Mrs Sheppard: While it is not in the Commission’s mandate to promote gambling, in recognition of the public demand for gambling services, the growth of gambling types and the need to address the public policy issues around this type of activity, the Commission has facilitated the drafting of a new Gambling Act which establishes a Gaming Authority.  The Gambling Act, passed in 2016 following a series of consultations with stakeholders, will take effect in January 2017.  The Act is intended to provide a scheme of regulation that provides appropriate safeguards and controls in accordance with international best practice in the regulation and supervision of all forms of gambling.

So what would you say to someone who may be interested in investing in gaming in Antigua and Barbuda?

There are many different markets so a number of our licensed gaming operators provide services in Asia and to some extent Europe. Wherever interactive gaming is legal, our licensed operators can seek to access those jurisdictions so we would say to anyone interested in getting a license here, which I must point out is the premier license for interactive gaming, we welcome them to contact the Commission for all the information needed to apply for an Antigua and Barbuda gaming license. Though the sector has been severely impacted by the actions taken by the United States, there is still strong interest in our license and Antigua and Barbuda continues to offer many opportunities for interactive gaming and wagering companies.

Besides gaming, what other opportunities do you see for investors?

We just enacted a new international banking act that focuses on affording the operators of international banks an opportunity to contribute to the economy and to do so within a sound, well-regulated but flexible environment. Our country regularly faces the challenge of being labelled as a tax haven but we continue to point out that this label is inaccurate.  We provide opportunities for individuals who want to invest in the region and our country but always within the confines of the law and in compliance with international standards. Based on this new Act, our focus is to indicate that we are a competitive financial services centre – we are a low tax, not a no tax, jurisdiction.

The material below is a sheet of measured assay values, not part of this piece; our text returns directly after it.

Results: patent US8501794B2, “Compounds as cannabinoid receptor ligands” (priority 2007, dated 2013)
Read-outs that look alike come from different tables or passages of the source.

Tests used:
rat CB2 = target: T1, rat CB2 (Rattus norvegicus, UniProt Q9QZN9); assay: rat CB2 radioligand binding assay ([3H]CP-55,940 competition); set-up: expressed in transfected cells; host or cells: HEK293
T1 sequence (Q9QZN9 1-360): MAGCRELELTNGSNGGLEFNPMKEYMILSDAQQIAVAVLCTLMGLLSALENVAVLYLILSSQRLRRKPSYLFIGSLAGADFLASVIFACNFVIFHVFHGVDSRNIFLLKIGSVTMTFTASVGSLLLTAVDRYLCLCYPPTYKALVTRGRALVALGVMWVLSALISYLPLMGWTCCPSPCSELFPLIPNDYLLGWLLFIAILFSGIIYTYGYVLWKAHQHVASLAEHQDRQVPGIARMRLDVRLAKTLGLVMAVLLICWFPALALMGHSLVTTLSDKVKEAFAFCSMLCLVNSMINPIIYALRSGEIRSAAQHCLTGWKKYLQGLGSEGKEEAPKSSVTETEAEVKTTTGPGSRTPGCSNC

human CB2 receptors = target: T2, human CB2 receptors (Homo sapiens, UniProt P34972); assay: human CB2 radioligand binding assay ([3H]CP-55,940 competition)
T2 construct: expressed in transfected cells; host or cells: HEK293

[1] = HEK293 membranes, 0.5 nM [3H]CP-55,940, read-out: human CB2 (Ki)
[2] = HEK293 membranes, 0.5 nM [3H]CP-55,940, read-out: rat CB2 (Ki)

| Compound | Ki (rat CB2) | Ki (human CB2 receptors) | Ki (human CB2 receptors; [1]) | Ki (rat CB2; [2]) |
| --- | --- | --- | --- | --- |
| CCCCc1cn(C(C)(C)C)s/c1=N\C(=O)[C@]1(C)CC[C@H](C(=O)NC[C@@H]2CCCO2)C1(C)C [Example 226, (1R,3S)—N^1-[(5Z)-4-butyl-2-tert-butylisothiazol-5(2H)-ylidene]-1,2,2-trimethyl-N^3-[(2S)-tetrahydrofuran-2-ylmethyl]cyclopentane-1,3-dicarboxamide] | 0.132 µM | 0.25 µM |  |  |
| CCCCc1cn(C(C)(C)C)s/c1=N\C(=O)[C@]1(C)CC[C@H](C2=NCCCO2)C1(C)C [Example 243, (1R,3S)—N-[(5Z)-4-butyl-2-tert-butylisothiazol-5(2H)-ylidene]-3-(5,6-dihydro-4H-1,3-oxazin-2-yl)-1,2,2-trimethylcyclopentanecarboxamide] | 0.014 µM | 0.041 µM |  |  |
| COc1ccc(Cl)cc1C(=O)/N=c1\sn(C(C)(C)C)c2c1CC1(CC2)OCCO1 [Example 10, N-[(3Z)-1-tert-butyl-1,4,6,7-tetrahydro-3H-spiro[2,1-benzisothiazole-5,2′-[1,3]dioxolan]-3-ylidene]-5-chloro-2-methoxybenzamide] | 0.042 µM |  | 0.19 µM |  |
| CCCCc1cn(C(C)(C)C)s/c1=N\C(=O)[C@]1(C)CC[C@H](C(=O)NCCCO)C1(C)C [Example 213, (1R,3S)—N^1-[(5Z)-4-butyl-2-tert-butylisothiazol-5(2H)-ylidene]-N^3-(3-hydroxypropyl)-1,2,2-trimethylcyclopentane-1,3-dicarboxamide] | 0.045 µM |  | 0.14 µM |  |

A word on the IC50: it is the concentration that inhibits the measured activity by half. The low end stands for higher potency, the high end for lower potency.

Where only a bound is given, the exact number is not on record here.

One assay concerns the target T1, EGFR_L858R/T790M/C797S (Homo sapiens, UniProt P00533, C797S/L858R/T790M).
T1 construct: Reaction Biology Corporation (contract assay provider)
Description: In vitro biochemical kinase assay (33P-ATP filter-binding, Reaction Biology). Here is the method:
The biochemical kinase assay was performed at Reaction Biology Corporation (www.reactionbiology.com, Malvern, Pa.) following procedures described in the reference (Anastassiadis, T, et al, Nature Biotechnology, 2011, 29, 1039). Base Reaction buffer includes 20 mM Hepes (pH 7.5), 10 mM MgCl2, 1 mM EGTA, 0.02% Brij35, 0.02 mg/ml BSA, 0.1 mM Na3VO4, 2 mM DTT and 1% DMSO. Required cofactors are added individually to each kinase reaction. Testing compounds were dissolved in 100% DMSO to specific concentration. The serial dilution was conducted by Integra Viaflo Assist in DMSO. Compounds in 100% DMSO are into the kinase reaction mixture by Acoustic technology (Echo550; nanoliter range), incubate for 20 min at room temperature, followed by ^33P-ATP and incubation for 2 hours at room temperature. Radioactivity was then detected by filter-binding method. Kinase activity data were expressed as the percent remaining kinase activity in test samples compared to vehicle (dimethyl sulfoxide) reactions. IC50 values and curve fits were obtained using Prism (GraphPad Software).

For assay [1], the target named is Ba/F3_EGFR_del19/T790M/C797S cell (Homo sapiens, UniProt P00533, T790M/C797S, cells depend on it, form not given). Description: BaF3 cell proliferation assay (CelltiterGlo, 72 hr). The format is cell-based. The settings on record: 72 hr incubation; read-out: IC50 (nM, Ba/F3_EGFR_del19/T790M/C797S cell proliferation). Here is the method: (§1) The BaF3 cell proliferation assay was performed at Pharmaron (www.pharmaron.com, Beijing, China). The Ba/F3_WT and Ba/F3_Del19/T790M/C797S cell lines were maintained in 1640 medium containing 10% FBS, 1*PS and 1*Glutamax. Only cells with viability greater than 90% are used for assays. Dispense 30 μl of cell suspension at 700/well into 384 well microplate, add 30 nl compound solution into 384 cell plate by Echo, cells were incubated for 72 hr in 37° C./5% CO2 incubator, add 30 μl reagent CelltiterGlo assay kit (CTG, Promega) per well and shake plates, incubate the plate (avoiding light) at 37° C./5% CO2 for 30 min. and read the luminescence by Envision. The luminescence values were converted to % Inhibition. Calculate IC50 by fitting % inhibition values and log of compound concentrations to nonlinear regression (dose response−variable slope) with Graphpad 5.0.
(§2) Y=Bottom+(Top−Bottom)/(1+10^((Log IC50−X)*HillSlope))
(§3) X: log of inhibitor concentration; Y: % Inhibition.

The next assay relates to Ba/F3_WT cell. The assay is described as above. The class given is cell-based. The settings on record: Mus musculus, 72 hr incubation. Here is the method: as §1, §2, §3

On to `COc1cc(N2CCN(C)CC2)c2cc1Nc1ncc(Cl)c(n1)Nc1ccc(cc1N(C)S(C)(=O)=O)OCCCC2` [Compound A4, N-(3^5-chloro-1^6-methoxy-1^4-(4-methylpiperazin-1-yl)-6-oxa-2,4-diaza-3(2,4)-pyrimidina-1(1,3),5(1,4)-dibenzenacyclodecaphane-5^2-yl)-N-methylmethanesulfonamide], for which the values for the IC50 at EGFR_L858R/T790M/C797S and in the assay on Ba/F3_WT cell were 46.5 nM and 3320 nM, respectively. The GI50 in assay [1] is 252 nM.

The readers of Harvard Business Review include many of the world’s most powerful influential businessmen/women. What message would you like to send them?

Antigua and Barbuda is open for business. We are sound and strong, and our currency has been pegged to the US dollar for over 30 years so there is financial stability and some certainty as it relates to a return on investment. As our Prime Minister has indicated on many occasions, we are open to, and we welcome, new investors and we will ensure that we have in place the appropriate legislation and enabling environment for those who choose to come and contribute to the development of Antigua and Barbuda. The role of the Commission in that is to ensure that at all times – no matter what our government is pursuing in terms of policies - we provide the appropriate advice and guidance in terms of what the legislative framework ought to be.  This framework must always align with international standards. The Prime Minister always stresses the need to be early adopters so we are focused on ensuring we are ready to move ahead with the Common Reporting Standards. We have already signed onto FATCA and we are not, and do not intend to find ourselves on any blacklists that could harm the perception of our country as a strong jurisdiction that is well on its way to becoming the foremost financial services centre in the region. Our experience, the capabilities of our people and our commitment to establishing and maintaining the most suitable environment for a strong international financial services centre is what will continue to set us apart.